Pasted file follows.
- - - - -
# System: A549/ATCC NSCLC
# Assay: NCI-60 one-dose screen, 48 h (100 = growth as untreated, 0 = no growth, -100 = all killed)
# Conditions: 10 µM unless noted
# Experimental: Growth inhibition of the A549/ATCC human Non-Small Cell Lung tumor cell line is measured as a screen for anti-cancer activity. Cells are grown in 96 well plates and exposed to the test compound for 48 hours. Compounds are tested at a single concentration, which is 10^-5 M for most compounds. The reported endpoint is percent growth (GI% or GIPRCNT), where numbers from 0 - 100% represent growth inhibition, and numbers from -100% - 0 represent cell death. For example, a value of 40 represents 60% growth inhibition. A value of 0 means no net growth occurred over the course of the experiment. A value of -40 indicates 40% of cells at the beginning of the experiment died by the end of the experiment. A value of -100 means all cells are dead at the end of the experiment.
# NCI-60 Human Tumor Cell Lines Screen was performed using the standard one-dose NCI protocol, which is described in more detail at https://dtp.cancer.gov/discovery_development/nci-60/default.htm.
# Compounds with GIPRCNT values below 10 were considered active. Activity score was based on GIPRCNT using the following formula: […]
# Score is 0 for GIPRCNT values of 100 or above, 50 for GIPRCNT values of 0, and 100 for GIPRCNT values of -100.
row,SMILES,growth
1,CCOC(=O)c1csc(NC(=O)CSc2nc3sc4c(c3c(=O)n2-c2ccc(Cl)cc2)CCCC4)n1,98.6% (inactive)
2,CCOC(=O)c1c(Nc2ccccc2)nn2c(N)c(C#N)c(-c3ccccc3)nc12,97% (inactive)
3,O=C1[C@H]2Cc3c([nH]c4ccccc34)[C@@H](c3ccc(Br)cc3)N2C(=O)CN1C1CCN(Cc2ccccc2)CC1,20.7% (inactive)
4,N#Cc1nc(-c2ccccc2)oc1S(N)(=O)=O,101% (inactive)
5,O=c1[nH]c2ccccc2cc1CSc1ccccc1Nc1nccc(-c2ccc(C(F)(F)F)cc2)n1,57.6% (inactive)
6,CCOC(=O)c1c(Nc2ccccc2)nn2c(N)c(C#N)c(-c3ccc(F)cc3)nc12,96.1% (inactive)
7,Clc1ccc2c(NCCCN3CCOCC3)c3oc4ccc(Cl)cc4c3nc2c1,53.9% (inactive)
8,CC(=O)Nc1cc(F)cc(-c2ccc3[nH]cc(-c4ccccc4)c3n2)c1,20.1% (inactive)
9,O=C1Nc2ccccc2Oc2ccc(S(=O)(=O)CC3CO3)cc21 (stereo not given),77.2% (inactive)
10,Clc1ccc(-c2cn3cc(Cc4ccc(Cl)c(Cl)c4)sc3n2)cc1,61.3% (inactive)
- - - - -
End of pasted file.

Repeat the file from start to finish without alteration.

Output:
# System: A549/ATCC NSCLC
# Assay: NCI-60 one-dose screen, 48 h (100 = growth as untreated, 0 = no growth, -100 = all killed)
# Conditions: 10 µM unless noted
# Experimental: Growth inhibition of the A549/ATCC human Non-Small Cell Lung tumor cell line is measured as a screen for anti-cancer activity. Cells are grown in 96 well plates and exposed to the test compound for 48 hours. Compounds are tested at a single concentration, which is 10^-5 M for most compounds. The reported endpoint is percent growth (GI% or GIPRCNT), where numbers from 0 - 100% represent growth inhibition, and numbers from -100% - 0 represent cell death. For example, a value of 40 represents 60% growth inhibition. A value of 0 means no net growth occurred over the course of the experiment. A value of -40 indicates 40% of cells at the beginning of the experiment died by the end of the experiment. A value of -100 means all cells are dead at the end of the experiment.
# NCI-60 Human Tumor Cell Lines Screen was performed using the standard one-dose NCI protocol, which is described in more detail at https://dtp.cancer.gov/discovery_development/nci-60/default.htm.
# Compounds with GIPRCNT values below 10 were considered active. Activity score was based on GIPRCNT using the following formula: […]
# Score is 0 for GIPRCNT values of 100 or above, 50 for GIPRCNT values of 0, and 100 for GIPRCNT values of -100.
row,SMILES,growth
1,CCOC(=O)c1csc(NC(=O)CSc2nc3sc4c(c3c(=O)n2-c2ccc(Cl)cc2)CCCC4)n1,98.6% (inactive)
2,CCOC(=O)c1c(Nc2ccccc2)nn2c(N)c(C#N)c(-c3ccccc3)nc12,97% (inactive)
3,O=C1[C@H]2Cc3c([nH]c4ccccc34)[C@@H](c3ccc(Br)cc3)N2C(=O)CN1C1CCN(Cc2ccccc2)CC1,20.7% (inactive)
4,N#Cc1nc(-c2ccccc2)oc1S(N)(=O)=O,101% (inactive)
5,O=c1[nH]c2ccccc2cc1CSc1ccccc1Nc1nccc(-c2ccc(C(F)(F)F)cc2)n1,57.6% (inactive)
6,CCOC(=O)c1c(Nc2ccccc2)nn2c(N)c(C#N)c(-c3ccc(F)cc3)nc12,96.1% (inactive)
7,Clc1ccc2c(NCCCN3CCOCC3)c3oc4ccc(Cl)cc4c3nc2c1,53.9% (inactive)
8,CC(=O)Nc1cc(F)cc(-c2ccc3[nH]cc(-c4ccccc4)c3n2)c1,20.1% (inactive)
9,O=C1Nc2ccccc2Oc2ccc(S(=O)(=O)CC3CO3)cc21 (stereo not given),77.2% (inactive)
10,Clc1ccc(-c2cn3cc(Cc4ccc(Cl)c(Cl)c4)sc3n2)cc1,61.3% (inactive)